top of page


Female gendercide is an issue of global scale now and the consequences are rippling across the world. The reasons for infanticide and feticide are rooted in a complex mix of economic, social, cultural and political factors which ultimately lead to the devaluation of the girl-child and the decision to eliminate her life. 



Many South Asian countries have patriarchal societies where the males carry higher importance, and greater political leadership, social privilege, and power. It is a social system in which men are dominant. Sons traditionally carry on the family name, inherit ancestral property, and extend the family lineage. The "lower status" with which women are viewed in these societies creates a certain negative bias against females and a lower value assigned to them. 



In many Asian families, a boy contributes to the family income financially. In rural households, which make up almost half of the Chinese and Indian population, males are also valuable for perform agricultural work and manual labor. Families believe that sons provide more economic benefit in the long-term as opposed to girls and a boy child is more prized when it arrives. A girl is considered a responsibility and a burden.



In countries with huge populations, limited means and limited food and money, another child is another mouth to feed and an expensive burden. Many families live on minimal income and struggle for daily survival needs. They are unable to handle the costs associated with raising multiple children. Since sons are perceived as an investment and as having more overall benefit, families do not want female children. 



China and India have huge populations. To curb population growth, the Chinese government instituted the one-child rule, allowing only one child per family. India strongly recommends a two-child per-family policy, and takes away crucial government benefits from families who have a third. These policies intensified the problem of infanticide and sex-selective abortion, as parents tried to fill their one and two-child quotas with their cultural preferences for a son.




In South Asian cultures, a boy looks after the parents in their old age. It is considered that sons are an old-age support, security, and investment for parents as they grow older, while daughters are not, because they leave parents after their marriage to join and care for their husband’s family. There is a saying in South Asian cultures - “bringing up a daughter is like watering a plant in another’s courtyard”.  In this way sons are looked upon as a type of insurance for the parent's future.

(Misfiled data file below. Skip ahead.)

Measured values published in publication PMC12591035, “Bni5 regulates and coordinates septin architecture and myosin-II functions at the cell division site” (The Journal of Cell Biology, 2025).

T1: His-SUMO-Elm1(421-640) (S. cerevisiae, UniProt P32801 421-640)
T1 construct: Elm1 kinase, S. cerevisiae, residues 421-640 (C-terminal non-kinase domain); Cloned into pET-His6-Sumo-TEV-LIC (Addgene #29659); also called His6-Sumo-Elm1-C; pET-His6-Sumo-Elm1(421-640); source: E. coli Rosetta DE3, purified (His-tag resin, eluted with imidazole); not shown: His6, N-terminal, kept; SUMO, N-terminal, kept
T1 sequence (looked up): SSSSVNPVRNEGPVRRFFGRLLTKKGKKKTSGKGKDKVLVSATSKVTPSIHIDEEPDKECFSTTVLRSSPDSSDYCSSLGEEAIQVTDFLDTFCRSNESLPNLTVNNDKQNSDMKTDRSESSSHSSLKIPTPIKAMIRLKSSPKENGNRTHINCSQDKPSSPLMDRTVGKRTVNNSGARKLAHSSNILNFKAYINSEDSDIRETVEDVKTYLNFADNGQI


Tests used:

In the Hindu religion, it is believed that a son or a male relative must fulfill the last funeral rites for a parent, so the soul can pass to heaven and achieve salvation. There is also the feeling that a son carries on the family name and lineage, while it dies out with a daughter. "Doodhon nahao, poothon phalon" is a often-heard blessing to women in India, "May you be blessed with many sons". Chinese culture also promotes filial piety and that sons honors their ancestors. This further embeds the desire for sons over daughters within the psyche of parents.



Girls traditionally do not inherit family wealth in South Asian cultures. Girls’ families are expected to give gifts and money as compensation when a girl is married, called dowry. Over time, expectations have increased from the groom’s family. Now dowry extortion in the form of cash, cars, gold, a house, and expensive gifts are huge expenses when a girl is married. Dowry murders and harassment occur when grooms and their families are unhappy with the amount of dowry given. A girl child is often considered a huge future liability for this reason.   



The disparate gender power dynamic also makes girls more vulnerable to social evils. Violence against women in the form of acid attacks, dowry death, rapes and public harassment, honor killing, sex trafficking, female genital mutilation, and domestic abuse are common problems in South Asian countries due to gender inequality and higher numbers of men. Parents worry more about raising a girl for these reasons and the kind of world they will be bringing her up in and prefer to have a male child instead.




Ignorance is another huge factor in female infanticide. Gendercide cuts across strata and happens in both poor and affluent, educated families equally. Both spectrums do not realize the serious repercussions that the ongoing killing of girls creates for society. Also, many poor families live in rural areas and have had only rudimentary schooling and lack access to birth control. Improving education at many levels, has been shown to help reduce female gendercide. 



When all of these factors are taken as a whole, it creates a society where a girl child is devalued. In many South Asian communities, the birth of a daughter is regarded as an unwelcome event, an occasion of sorrow. A male child is valued and given more preference than a female. Under such circumstances an easy cavalier decision is taken to exterminate one gender over the other. The primary decision-making factor in killing girls over boys is a choice based on a cost-benefit comparative analysis between the two sexes. For millions of couples the answer is - abort the daughter, try for a son.

bottom of page